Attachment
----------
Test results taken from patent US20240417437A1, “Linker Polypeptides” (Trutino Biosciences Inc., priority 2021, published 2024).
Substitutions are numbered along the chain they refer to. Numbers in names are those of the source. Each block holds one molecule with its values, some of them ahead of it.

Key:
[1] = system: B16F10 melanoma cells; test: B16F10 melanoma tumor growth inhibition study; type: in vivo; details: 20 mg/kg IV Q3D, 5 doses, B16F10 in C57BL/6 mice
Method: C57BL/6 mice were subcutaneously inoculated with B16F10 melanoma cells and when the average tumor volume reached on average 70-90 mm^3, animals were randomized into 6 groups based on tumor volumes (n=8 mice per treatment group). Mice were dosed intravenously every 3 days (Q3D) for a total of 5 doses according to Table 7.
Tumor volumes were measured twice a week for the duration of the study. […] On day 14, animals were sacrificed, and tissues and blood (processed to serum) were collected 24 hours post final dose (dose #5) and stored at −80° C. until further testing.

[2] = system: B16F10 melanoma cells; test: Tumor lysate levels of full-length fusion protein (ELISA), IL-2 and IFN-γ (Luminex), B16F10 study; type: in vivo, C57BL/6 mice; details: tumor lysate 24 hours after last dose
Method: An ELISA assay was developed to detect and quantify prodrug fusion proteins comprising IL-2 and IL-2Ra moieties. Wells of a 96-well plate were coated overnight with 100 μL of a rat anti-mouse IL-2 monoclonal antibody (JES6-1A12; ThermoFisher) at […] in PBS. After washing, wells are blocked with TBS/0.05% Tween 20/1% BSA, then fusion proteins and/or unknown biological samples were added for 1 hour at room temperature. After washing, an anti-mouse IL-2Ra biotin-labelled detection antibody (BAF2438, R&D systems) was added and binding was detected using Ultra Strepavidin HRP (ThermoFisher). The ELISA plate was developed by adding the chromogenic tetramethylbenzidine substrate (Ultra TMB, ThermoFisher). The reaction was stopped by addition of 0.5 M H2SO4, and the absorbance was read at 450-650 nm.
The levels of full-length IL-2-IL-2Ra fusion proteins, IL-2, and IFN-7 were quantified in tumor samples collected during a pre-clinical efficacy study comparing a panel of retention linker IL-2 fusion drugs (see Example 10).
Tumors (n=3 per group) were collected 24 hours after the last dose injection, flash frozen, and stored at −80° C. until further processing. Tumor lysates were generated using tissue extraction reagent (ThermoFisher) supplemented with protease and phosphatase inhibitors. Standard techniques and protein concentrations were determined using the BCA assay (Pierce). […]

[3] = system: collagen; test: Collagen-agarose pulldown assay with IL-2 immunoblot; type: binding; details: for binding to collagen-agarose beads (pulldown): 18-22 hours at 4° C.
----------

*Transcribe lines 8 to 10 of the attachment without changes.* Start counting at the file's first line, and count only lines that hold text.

Method: An ELISA assay was developed to detect and quantify prodrug fusion proteins comprising IL-2 and IL-2Ra moieties. Wells of a 96-well plate were coated overnight with 100 μL of a rat anti-mouse IL-2 monoclonal antibody (JES6-1A12; ThermoFisher) at […] in PBS. After washing, wells are blocked with TBS/0.05% Tween 20/1% BSA, then fusion proteins and/or unknown biological samples were added for 1 hour at room temperature. After washing, an anti-mouse IL-2Ra biotin-labelled detection antibody (BAF2438, R&D systems) was added and binding was detected using Ultra Strepavidin HRP (ThermoFisher). The ELISA plate was developed by adding the chromogenic tetramethylbenzidine substrate (Ultra TMB, ThermoFisher). The reaction was stopped by addition of 0.5 M H2SO4, and the absorbance was read at 450-650 nm.
The levels of full-length IL-2-IL-2Ra fusion proteins, IL-2, and IFN-7 were quantified in tumor samples collected during a pre-clinical efficacy study comparing a panel of retention linker IL-2 fusion drugs (see Example 10).
Tumors (n=3 per group) were collected 24 hours after the last dose injection, flash frozen, and stored at −80° C. until further processing. Tumor lysates were generated using tissue extraction reagent (ThermoFisher) supplemented with protease and phosphatase inhibitors. Standard techniques and protein concentrations were determined using the BCA assay (Pierce). […]